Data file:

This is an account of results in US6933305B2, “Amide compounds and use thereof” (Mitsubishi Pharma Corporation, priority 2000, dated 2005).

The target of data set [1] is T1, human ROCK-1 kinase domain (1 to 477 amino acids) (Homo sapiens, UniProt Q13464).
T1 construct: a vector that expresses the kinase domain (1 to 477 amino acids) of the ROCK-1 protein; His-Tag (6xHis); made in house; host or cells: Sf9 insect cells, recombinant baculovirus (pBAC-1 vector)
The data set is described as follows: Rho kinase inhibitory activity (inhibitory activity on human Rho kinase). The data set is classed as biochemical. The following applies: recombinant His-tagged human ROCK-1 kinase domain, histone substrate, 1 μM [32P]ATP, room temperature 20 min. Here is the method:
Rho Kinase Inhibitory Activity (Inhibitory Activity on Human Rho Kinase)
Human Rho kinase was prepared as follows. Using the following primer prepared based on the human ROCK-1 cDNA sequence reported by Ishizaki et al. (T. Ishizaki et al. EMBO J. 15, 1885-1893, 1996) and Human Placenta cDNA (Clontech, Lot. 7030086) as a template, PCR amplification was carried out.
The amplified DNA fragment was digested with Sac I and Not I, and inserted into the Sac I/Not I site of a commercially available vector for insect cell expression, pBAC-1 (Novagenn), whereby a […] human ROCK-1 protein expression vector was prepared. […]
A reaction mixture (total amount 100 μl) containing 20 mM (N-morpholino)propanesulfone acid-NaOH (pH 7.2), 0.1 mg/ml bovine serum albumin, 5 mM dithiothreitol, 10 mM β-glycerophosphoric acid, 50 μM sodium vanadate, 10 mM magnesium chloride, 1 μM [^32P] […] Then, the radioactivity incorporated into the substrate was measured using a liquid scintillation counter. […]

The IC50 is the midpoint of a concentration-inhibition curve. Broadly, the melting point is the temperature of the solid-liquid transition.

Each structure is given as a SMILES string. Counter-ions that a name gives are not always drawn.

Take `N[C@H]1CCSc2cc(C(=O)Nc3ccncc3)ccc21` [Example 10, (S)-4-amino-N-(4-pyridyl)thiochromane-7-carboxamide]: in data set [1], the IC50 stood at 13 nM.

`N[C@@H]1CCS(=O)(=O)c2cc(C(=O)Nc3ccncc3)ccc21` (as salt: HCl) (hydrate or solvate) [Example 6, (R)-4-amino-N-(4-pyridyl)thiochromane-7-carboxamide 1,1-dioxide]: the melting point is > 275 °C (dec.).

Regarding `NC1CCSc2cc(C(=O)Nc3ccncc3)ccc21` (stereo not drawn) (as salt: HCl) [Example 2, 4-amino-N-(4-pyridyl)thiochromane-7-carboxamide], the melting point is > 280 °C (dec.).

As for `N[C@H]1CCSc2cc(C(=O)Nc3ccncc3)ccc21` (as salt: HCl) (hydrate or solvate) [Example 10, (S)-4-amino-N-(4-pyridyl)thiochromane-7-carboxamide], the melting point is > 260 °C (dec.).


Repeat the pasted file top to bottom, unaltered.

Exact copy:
This is an account of results in US6933305B2, “Amide compounds and use thereof” (Mitsubishi Pharma Corporation, priority 2000, dated 2005).

The target of data set [1] is T1, human ROCK-1 kinase domain (1 to 477 amino acids) (Homo sapiens, UniProt Q13464).
T1 construct: a vector that expresses the kinase domain (1 to 477 amino acids) of the ROCK-1 protein; His-Tag (6xHis); made in house; host or cells: Sf9 insect cells, recombinant baculovirus (pBAC-1 vector)
The data set is described as follows: Rho kinase inhibitory activity (inhibitory activity on human Rho kinase). The data set is classed as biochemical. The following applies: recombinant His-tagged human ROCK-1 kinase domain, histone substrate, 1 μM [32P]ATP, room temperature 20 min. Here is the method:
Rho Kinase Inhibitory Activity (Inhibitory Activity on Human Rho Kinase)
Human Rho kinase was prepared as follows. Using the following primer prepared based on the human ROCK-1 cDNA sequence reported by Ishizaki et al. (T. Ishizaki et al. EMBO J. 15, 1885-1893, 1996) and Human Placenta cDNA (Clontech, Lot. 7030086) as a template, PCR amplification was carried out.
The amplified DNA fragment was digested with Sac I and Not I, and inserted into the Sac I/Not I site of a commercially available vector for insect cell expression, pBAC-1 (Novagenn), whereby a […] human ROCK-1 protein expression vector was prepared. […]
A reaction mixture (total amount 100 μl) containing 20 mM (N-morpholino)propanesulfone acid-NaOH (pH 7.2), 0.1 mg/ml bovine serum albumin, 5 mM dithiothreitol, 10 mM β-glycerophosphoric acid, 50 μM sodium vanadate, 10 mM magnesium chloride, 1 μM [^32P] […] Then, the radioactivity incorporated into the substrate was measured using a liquid scintillation counter. […]

The IC50 is the midpoint of a concentration-inhibition curve. Broadly, the melting point is the temperature of the solid-liquid transition.

Each structure is given as a SMILES string. Counter-ions that a name gives are not always drawn.

Take `N[C@H]1CCSc2cc(C(=O)Nc3ccncc3)ccc21` [Example 10, (S)-4-amino-N-(4-pyridyl)thiochromane-7-carboxamide]: in data set [1], the IC50 stood at 13 nM.

`N[C@@H]1CCS(=O)(=O)c2cc(C(=O)Nc3ccncc3)ccc21` (as salt: HCl) (hydrate or solvate) [Example 6, (R)-4-amino-N-(4-pyridyl)thiochromane-7-carboxamide 1,1-dioxide]: the melting point is > 275 °C (dec.).

Regarding `NC1CCSc2cc(C(=O)Nc3ccncc3)ccc21` (stereo not drawn) (as salt: HCl) [Example 2, 4-amino-N-(4-pyridyl)thiochromane-7-carboxamide], the melting point is > 280 °C (dec.).

As for `N[C@H]1CCSc2cc(C(=O)Nc3ccncc3)ccc21` (as salt: HCl) (hydrate or solvate) [Example 10, (S)-4-amino-N-(4-pyridyl)thiochromane-7-carboxamide], the melting point is > 260 °C (dec.).